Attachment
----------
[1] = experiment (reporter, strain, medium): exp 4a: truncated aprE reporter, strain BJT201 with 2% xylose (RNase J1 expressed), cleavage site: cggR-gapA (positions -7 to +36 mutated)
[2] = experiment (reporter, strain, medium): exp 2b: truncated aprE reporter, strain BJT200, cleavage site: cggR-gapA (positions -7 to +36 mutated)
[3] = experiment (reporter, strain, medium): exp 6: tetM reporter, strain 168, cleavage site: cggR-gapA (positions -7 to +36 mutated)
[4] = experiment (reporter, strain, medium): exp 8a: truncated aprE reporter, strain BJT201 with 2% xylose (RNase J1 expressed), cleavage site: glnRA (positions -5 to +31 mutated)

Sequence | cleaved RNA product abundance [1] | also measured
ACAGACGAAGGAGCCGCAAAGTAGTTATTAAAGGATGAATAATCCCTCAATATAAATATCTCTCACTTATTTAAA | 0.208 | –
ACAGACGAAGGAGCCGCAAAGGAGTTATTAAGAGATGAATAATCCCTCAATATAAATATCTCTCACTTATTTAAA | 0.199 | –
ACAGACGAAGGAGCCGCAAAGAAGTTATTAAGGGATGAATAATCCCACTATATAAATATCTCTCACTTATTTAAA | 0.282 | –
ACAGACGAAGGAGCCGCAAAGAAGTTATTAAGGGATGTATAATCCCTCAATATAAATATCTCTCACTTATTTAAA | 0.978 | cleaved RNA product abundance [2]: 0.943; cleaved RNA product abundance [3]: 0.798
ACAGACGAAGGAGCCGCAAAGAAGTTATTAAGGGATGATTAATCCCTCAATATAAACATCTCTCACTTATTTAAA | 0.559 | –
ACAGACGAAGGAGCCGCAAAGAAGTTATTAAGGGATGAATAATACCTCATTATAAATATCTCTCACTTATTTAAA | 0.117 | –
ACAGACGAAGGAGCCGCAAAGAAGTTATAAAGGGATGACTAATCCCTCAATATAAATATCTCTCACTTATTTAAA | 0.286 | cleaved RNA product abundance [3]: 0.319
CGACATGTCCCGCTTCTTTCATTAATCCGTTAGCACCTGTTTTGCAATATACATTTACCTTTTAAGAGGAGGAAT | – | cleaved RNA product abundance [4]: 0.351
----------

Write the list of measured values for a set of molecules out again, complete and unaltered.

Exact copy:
[1] = experiment (reporter, strain, medium): exp 4a: truncated aprE reporter, strain BJT201 with 2% xylose (RNase J1 expressed), cleavage site: cggR-gapA (positions -7 to +36 mutated)
[2] = experiment (reporter, strain, medium): exp 2b: truncated aprE reporter, strain BJT200, cleavage site: cggR-gapA (positions -7 to +36 mutated)
[3] = experiment (reporter, strain, medium): exp 6: tetM reporter, strain 168, cleavage site: cggR-gapA (positions -7 to +36 mutated)
[4] = experiment (reporter, strain, medium): exp 8a: truncated aprE reporter, strain BJT201 with 2% xylose (RNase J1 expressed), cleavage site: glnRA (positions -5 to +31 mutated)

Sequence | cleaved RNA product abundance [1] | also measured
ACAGACGAAGGAGCCGCAAAGTAGTTATTAAAGGATGAATAATCCCTCAATATAAATATCTCTCACTTATTTAAA | 0.208 | –
ACAGACGAAGGAGCCGCAAAGGAGTTATTAAGAGATGAATAATCCCTCAATATAAATATCTCTCACTTATTTAAA | 0.199 | –
ACAGACGAAGGAGCCGCAAAGAAGTTATTAAGGGATGAATAATCCCACTATATAAATATCTCTCACTTATTTAAA | 0.282 | –
ACAGACGAAGGAGCCGCAAAGAAGTTATTAAGGGATGTATAATCCCTCAATATAAATATCTCTCACTTATTTAAA | 0.978 | cleaved RNA product abundance [2]: 0.943; cleaved RNA product abundance [3]: 0.798
ACAGACGAAGGAGCCGCAAAGAAGTTATTAAGGGATGATTAATCCCTCAATATAAACATCTCTCACTTATTTAAA | 0.559 | –
ACAGACGAAGGAGCCGCAAAGAAGTTATTAAGGGATGAATAATACCTCATTATAAATATCTCTCACTTATTTAAA | 0.117 | –
ACAGACGAAGGAGCCGCAAAGAAGTTATAAAGGGATGACTAATCCCTCAATATAAATATCTCTCACTTATTTAAA | 0.286 | cleaved RNA product abundance [3]: 0.319
CGACATGTCCCGCTTCTTTCATTAATCCGTTAGCACCTGTTTTGCAATATACATTTACCTTTTAAGAGGAGGAAT | – | cleaved RNA product abundance [4]: 0.351